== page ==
Carlson notes that authoritarian leaders fill the void when democracies begin to fail. Our leaders recognized Trump's authoritarian tendencies. But our leaders are continuing on the same path, not recognizing voter dissatisfaction as applying to themselves.

It's about here in the book that I started to feel I was missing Carlson's message. He goes on to ask what would an authoritarian leader do who wanted to weaken democracy. How would he go about doing that? Carlson suggests that he'd probably start by trying to control what people say and think. If people deviated from the mandated orthodoxy, he'd probably try to hurt them. He'd shame them on social media. He'd shout them down in public. He'd get them fired from their jobs. He'd make sure everyone was afraid to disagree with you. After that, he'd work to disarm the public. He'd take their guns. Then he'd systematically target any institution who would try to put the brakes on your policies. He'd be sure to crush them using laws and endless propaganda. After that lead in, Carlson asks "Sound familiar"? I thought for sure that he was talking about President Trump. Except for the taking of our guns, he's exhibited all these traits. He's constantly on Twitter, shaming his critics. He's pulled White House access from CNN reporter Jim Acosta, and publicly stated that heads of CNN and NBC should be fired. He tries to make anyone afraid to disagree with him, or risk being publicly ridiculed. And he systematically targets the Main Stream Media when they dare to criticize his policies. Yet I was surprised that Carlson doesn't see any of these criticism applicable to President Trump, but instead says the opposite. He stated that "For all his faults, Donald Trump isn't doing any of that. Our ruling class is doing this.

So it was here when I realized I wasn't following Carlson's arguments, but was curious to read more. Who are these people in "our ruling class" that are doing these things, and what examples would he offer? I'm still puzzled by this.

He feels that things started to go wrong when both political parties started to agree with each other. Those who make the essential decisions, about the economy, the government, going to war, started to agree with each other, just not the public. He notes that our leaders enrich themselves, public be damned. Our leaders are fools. This book is about "them", not about Trump, not about GOP leaders, and not even about the left.

So let's see who "them" is. He starts with Uber, talking about how they treat their "employees" poorly, and call them contractors without benefits. And he asks, "Where are those on the left who point out the exploitation of the Uber drivers?" Their obedient business press lets them ride (so he says). But a quick Google search showed me that USA Today, NPR radio, academics at MIT etc. published many of the same points Colson makes, so it's unclear to me why he states there's a lack of criticism. Instead, Colson claims that virtually no one called them on it. And if they do criticize Uber, their outrages instead about Uber management. Who's protecting the workers. Labor unions used to fill that role. He goes on to talk about other business failures, but CEOs still get rich.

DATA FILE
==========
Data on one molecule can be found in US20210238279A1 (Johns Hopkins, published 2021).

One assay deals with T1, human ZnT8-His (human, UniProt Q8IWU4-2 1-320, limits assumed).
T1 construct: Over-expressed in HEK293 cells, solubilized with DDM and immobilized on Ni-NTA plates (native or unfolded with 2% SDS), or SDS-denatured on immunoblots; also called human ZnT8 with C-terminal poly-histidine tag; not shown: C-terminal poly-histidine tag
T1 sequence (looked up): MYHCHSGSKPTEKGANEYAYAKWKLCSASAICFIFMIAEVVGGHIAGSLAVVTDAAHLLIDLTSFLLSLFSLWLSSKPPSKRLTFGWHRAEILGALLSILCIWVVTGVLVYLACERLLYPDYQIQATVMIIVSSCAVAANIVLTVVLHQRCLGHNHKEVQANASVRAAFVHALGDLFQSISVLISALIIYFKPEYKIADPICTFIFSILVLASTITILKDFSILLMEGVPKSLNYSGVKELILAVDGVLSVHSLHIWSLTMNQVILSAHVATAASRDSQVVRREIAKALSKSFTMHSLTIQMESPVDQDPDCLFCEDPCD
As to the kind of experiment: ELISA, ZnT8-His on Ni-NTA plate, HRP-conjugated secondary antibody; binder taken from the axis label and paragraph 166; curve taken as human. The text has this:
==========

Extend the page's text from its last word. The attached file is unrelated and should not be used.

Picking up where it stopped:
His point at this point seems to be that Liberals don't scrutinize power like they used to. He goes on to discuss Mark Zuckerburg and Facebook. He says that "the left" / progressives never take him on. He says no lawmaker is proposing any legislation to address social media abuses or how it's harming society. But Zuckerburg has appeared before Congress, and Facebook executives have met with Congressional leaders many times to answer questions. Facebook has been the subject of intense scrutiny in the past year following a number of data breaches and questions over user privacy. https://techcentral.co.za/zuckerberg-hits-out-at-facebooks-critics/87207/ .
And a recent book "Zucked", by Roger McNamee tells the story of how a noted tech venture capitalist, an early mentor to Mark Zuckerberg and investor in his company, woke up to the serious damage Facebook was doing to our society and set out to try to stop it.
So my initial expectation of a critique of Congress or our Political Leaders soon evolved into a criticism of social media executives, liberals and the left, but none of that seemed to follow seamlessly from the books beginning.

I had the feeling that I missed several important chapters in the book to ties things together. ( )
  rsutto22 | Jul 15, 2021 |